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GAZETTE: There are tax credits to encourage energy production, including large plants of solar and wind power. Does the legislation do anything to encourage the transmission lines needed to get the power from the places where the wind blows and the sun shines to the big cities?
HOLDREN: The biggest problem with transmission is the permitting. It’s incredibly complex to build a transmission line anywhere because of the number of permits required and the ability of any one of those permit grantors to refuse and to block the project. There is language in this legislation about accelerating and streamlining the permitting processes, and that’s going to be important if it can succeed. But this is a very difficult nut to crack because of people’s affection for due process and for review at various levels. That makes it very difficult to solve the transmission problem. It’s clear that a key to a higher proportion of renewable energy in our national mix is being able to build expanded transmission networks to get the energy from where it’s most economically generated to the places where the largest consumption is taking place. We really do have to master the transmission siting challenges in this country, or we’re cooked.
GAZETTE: What’s left out? How do we get the extra 10 percent emissions reduction that Biden wants?
HOLDREN: The single most important thing that’s left out — under current political circumstances, there was just no way it was going to get done — is putting a price on carbon emissions across the board. That could be done either with a carbon tax or with a cap-and-trade approach, as was tried initially in the Waxman-Markey bill that failed in the beginning of the Obama administration. Economists of every political stripe, conservatives as well as progressives, will tell you that the single most important and efficient thing we could do to reduce greenhouse gas emissions is to put a price on carbon emissions and let the market figure out the cheapest way to get it done.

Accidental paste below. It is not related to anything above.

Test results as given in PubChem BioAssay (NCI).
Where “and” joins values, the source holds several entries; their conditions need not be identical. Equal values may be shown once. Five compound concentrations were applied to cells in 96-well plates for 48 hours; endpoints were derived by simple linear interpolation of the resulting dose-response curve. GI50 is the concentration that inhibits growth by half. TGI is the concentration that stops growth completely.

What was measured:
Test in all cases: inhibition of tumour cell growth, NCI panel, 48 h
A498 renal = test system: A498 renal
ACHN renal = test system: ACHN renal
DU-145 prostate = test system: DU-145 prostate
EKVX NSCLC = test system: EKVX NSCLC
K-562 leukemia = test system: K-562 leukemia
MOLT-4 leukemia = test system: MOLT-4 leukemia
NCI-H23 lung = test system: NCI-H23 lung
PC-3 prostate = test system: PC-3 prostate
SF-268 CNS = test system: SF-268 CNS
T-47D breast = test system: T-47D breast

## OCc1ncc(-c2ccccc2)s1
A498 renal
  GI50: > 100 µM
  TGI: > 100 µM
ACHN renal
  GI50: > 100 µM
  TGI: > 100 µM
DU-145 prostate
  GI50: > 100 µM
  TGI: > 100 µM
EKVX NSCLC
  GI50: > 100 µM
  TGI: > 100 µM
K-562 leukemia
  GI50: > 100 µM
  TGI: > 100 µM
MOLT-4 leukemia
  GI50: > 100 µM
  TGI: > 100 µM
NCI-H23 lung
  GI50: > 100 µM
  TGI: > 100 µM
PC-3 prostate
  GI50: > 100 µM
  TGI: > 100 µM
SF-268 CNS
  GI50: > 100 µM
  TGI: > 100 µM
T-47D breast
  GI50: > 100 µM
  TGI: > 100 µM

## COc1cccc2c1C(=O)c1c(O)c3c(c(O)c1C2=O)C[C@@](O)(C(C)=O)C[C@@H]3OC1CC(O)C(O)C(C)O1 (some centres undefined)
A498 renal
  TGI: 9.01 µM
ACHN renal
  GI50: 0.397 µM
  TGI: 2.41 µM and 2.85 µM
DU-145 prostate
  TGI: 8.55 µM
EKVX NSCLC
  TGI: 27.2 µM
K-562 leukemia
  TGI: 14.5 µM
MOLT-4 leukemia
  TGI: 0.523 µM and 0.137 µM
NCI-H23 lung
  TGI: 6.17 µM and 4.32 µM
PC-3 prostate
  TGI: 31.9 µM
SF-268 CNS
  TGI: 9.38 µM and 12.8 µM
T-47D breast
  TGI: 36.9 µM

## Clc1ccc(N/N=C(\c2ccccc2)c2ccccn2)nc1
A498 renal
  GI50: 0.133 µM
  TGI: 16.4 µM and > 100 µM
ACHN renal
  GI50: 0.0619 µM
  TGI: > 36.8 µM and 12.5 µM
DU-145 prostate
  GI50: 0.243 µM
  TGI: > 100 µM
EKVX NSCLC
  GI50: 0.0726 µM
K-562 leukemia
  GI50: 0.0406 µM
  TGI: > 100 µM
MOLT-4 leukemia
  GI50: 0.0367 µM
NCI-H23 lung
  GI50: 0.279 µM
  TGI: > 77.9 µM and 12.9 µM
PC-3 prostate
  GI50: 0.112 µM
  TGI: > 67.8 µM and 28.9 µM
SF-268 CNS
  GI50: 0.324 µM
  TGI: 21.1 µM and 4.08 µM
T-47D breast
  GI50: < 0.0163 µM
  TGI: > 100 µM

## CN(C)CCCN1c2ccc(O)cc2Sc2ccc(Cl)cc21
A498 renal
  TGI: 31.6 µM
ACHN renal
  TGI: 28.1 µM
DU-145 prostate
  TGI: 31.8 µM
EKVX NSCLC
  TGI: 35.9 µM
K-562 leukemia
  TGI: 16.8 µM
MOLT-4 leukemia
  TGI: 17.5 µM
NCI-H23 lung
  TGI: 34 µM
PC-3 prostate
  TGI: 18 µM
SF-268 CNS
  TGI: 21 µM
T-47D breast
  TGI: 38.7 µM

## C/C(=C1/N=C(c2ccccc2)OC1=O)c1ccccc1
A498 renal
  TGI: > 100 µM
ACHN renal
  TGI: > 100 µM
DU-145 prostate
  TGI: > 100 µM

In the Obama administration, we did calculations that said if we could have imposed a mere $30 a ton tax on carbon dioxide emissions in 2015, that the reductions by 2025 could have been 32 to 34 percent instead of the 26 to 28 percent target we embraced based on measures that didn’t include a carbon tax or its equivalent. That’s a big difference from a very low carbon tax. If we had a carbon tax of a $75 a ton or $100 a ton, it would be transformative. You could rebate the money to poor and middle-class families. You could spend some of the money to reduce other taxes. The late Dale Jorgenson showed that if you had a carbon tax and if you offset its economic impact by reducing capital gains taxes and income taxes, the economy would be better off after 20 years of having a carbon tax than without it. It’s a very old economic principle that it is more efficient in the societal sense to tax “bads” than to tax “goods.” Capital gains and income are goods and emissions are bad. If we taxed emissions instead of income and made it revenue-neutral overall, as Jorgensen pointed out a couple of decades ago or more, the economy comes out better.
GAZETTE: It seems that the power of that versus the targeted approach is that the tax is economy-wide, so it’s gaining efficiencies in every nook and cranny.
HOLDREN: And it brings out ingenuity in every nook and cranny. That’s the beauty of it.